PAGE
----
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MHM treats team members to daylong “skip day”

Retreat 2smI’ve got spirit, yes, I do… I’ve got spirit, how about you? MHM was full of spirit at the 2014 MHM Retreat also known as #MHMSkipDay.

Last Friday, team members were granted a “skip day” from work gathering together at the Main Event entertainment center for the annual MHM Retreat. The retreat provides an opportunity for the executive management team to share information about the current state of the business and offer insight into upcoming events. Tenured team members celebrating 5, 10 or 15 years with the organization were also honored for their service during an award ceremony. The main purpose of the retreat is to show gratitude for the dedication of each MHM team member and provide a time for fellowship. Retreat 1sm

There were a wide variety of activities to choose from, including laser tag, ropes course, arcade games, bingo, photo booth, bowling and billiards tournaments. “We wanted to show our appreciation for the staff and all they do in support of our mission throughout the year. The MHM Retreat is one way we recognize their contributions while also having a lot fun,” explained Oanh Maroney-Omitade, vice president of community health programs and organizational learning. The retreat was organized by MHM’s Ambassador Academy, a select group of team members participating in a one-year program that focuses on skill development and leadership opportunities.

Retreat 3smA highlight of the day was the announcement of the executive management team awards. With titles such as “Miss Congeniality” and “Too Cool for School” these endearing awards had everyone guessing until the recipients’ names were read.

“I really enjoyed visiting with team members I don’t see on a daily basis. I’m thankful to work for an organization that cares deeply about our clients and also takes time to recognize its team members.” shared Susan Garcia, administrative assistant.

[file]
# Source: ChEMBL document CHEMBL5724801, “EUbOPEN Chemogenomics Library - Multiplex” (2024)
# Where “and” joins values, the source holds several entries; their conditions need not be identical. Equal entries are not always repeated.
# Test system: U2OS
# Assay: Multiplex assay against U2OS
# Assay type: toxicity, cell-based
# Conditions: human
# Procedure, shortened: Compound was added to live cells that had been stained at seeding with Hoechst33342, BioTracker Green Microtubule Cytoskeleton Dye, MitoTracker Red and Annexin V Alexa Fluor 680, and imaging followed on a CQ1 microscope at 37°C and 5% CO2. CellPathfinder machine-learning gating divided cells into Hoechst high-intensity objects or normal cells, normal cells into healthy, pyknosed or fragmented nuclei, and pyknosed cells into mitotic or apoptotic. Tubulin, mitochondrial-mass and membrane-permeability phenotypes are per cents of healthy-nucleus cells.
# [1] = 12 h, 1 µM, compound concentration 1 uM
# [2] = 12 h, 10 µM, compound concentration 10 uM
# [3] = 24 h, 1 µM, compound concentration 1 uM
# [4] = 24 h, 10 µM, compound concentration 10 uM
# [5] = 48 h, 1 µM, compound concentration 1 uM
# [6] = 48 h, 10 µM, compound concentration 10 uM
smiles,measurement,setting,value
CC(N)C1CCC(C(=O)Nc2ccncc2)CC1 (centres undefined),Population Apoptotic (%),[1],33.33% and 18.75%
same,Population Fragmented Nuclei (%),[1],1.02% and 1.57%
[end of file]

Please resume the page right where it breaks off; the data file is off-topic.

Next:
Diabetic Support at WHWC focuses on mind, body and spirit

By Jorge Luna Jr., LMSW, Behavioral Health & Social Work Supervisor

JorgeLunaIn my profession, I often encounter individuals with diverse feelings. I must educate my clients about how to recognize their triggers and healthy ways to manage them. I also work with caregivers because they are directly affected. It’s important to talk about feelings and emotions—the general thoughts a patient has about him or herself and their condition. When an individual is living with illness, or caring for someone who suffers from a chronic ailment, the journey can be scary, lonely and exhausting. It’s my job to help the patient and their families manage these feelings in a healthy way. I call it providing holistic support—mind, body and spirit.

Recently I led a six-week support group at MHM’s Wesley Health & Wellness Center for patients living with diabetes and their families. With the San Antonio diabetic population rising over 14 percent—which is double the national average of 7 percent according to the American Diabetes Association—the group was a very timely resource. The purpose was to help the patients better understand their personal thoughts, feelings and goals while coping with the chronic issues associated with diabetes. Using the Cognitive Behavioral Therapy concept, the main goal was to help all the participants understand how their state of mind affects their overall health and wellbeing. At the end of the session, participants left with new skills to recognize harmful and negative thought patterns, understand the importance of self-care and how to effectively manage stress.

Topics discussed during the diabetic support group included: Understanding Depression; Identifying Healthy Coping Skills to Manage Stress; Acknowledging Spirituality in the Healing Process; and Healthy Aging.

My favorite part of the group has been the opportunity to learn from the group members themselves as they openly share about their personal experiences. The personal testimonials from the group were both inspiring and touching. I look forward to the next session.

MHM-funded scholarship helps address the professional shortage in South Texas

Erica is the proud recipient of the George Wray & Col. Vane Hugo Scholarship funded by MHM. As a first-generation college student, Erica believes without the financial support the scholarship provided her she wouldn't have been able to put in the hours necessary to succeed. "I certainly wouldn't have been able to finish graduate school…," explains Erica.